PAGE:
In the past five years, Quantum has progressed into a softer style, and the tone and intentions of the community have shifted to match it. Mr. Ben-Ammi reflects, “Quantum has kept getting better over time. It’s [grown to be] more about the movement than the strike. The focus has become ever more about the integration of the body, the understanding of how energy flows through it, and the partnership between bodies.” This partnership and trust comes organically through a culture of respect in the face of differences. The Quantum community is united through the set of shared tenets and one shared intention: personal growth.
Mr. Lyons explains, “Our members are willing to challenge themselves, to push beyond their limits and ensure everyone is safe. This attitude creates a culture of constant growth.” This culture is reflected in sparring sessions, classes, and belt tests. “You learn that if you’re completely comfortable at your belt, you probably shouldn’t be there anymore,” says Mr. Kleissner. Master Evans agrees, “What matters is that I pursue. It is the act of doing it that matters, not what you seek. Fall in love with the process. We strengthen each other when we find others who harken to the same call. This Dojo is committed to that, it’s a place to pursue. Not sit with or be with, but relentlessly pursue.”
The Virtual Dojo
The Quantum community’s willingness to face challenges head-on paved the way for to Dojo survive and thrive through the COVID19 pandemic. With the Dojo forced to go virtual in an effort to slow the spread of the virus, Quantum students were suddenly, for the first time, regularly training with their community members from the Seattle, San Francisco, and new Portland chapters, all at once, and all from home. This was a boon for Mr. Lyons, who was able to continue to train with his full community as he began to launch a new Quantum chapter in Portland in Spring of 2020, right as the pandemic hit.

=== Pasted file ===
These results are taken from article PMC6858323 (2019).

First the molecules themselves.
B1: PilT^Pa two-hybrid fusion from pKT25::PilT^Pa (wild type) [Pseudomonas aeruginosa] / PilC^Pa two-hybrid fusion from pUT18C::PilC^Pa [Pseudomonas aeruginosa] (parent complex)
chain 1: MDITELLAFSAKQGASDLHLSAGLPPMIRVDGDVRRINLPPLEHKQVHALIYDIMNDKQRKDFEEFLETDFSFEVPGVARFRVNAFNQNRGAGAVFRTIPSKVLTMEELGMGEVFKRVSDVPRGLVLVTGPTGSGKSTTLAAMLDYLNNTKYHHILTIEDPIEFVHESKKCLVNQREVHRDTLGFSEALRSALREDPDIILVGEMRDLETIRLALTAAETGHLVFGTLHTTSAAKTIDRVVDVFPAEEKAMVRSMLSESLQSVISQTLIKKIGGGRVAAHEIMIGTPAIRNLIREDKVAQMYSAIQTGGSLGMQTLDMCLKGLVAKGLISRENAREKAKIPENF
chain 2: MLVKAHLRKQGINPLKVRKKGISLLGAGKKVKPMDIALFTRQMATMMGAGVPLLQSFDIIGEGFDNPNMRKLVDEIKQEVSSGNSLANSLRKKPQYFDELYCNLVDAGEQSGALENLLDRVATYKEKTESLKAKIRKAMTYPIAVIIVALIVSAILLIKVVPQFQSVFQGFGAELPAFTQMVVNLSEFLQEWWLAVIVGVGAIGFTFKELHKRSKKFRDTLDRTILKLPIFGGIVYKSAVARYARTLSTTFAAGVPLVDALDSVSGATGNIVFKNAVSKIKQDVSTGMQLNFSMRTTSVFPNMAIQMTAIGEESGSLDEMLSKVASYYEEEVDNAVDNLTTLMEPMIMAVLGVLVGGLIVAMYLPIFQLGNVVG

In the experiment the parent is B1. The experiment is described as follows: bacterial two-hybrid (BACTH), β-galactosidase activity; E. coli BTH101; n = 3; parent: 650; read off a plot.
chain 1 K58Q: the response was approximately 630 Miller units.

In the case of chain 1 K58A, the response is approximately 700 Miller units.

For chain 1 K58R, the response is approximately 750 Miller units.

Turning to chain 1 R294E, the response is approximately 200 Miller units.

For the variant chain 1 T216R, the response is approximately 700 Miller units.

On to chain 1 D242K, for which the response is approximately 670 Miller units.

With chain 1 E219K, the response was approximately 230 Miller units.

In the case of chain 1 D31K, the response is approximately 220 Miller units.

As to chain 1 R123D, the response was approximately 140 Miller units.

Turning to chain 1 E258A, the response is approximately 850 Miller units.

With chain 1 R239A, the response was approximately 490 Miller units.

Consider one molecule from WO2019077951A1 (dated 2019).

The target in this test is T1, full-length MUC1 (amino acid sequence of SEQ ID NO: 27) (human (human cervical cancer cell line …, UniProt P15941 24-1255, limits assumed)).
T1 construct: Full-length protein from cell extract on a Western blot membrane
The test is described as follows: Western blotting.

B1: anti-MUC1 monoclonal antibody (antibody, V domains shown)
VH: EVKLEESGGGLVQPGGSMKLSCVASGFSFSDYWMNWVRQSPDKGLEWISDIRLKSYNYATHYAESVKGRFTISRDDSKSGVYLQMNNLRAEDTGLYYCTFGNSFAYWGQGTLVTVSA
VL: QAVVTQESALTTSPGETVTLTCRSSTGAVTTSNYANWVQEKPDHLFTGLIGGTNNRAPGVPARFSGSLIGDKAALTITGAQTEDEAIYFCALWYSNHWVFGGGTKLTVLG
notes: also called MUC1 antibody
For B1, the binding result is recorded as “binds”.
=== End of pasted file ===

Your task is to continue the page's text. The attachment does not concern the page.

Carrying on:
Dr. Meleo explains that when she joined Quantum, it was the community that kept her engaged, and the commitment to her health as well. “Both those things have served me really well, especially now during covid. Being able to work out and escape through our martial arts has been really important.” Mr. Gavai echoes this sentiment, and reflects on the added benefit of training in an adaptive style. “Since we have a living art, the creator of the art can pivot and change and add new things, like the asterisk.” The asterisk form, designed by Master Evans in response to the new virtual Dojo created during the COVID19 pandemic, was designed to deepen students’ understanding of footwork subtleties to increase flanking skills in small spaces. This footwork form is an emblem and physical manifestation of how the Quantum community faced the pandemic: with curiosity, and a commitment to learning to pivot, adapt, and grow. Master Evans explains, “Covid has forced me to think in ways I’ve never had to think before. It’s here, so I’m going to use it to teach myself, and I’ve always wanted to get people to flank. Covid is one of the best tests I’ve ever been given.” With this marathon test still in progress, and a lifetime of unknowns ahead, the Quantum community is united and strengthened by the same mission that started the first Dojo in Capitol Hill in 1995; to learn martial arts, to heal, and pursue self-discovery— relentlessly.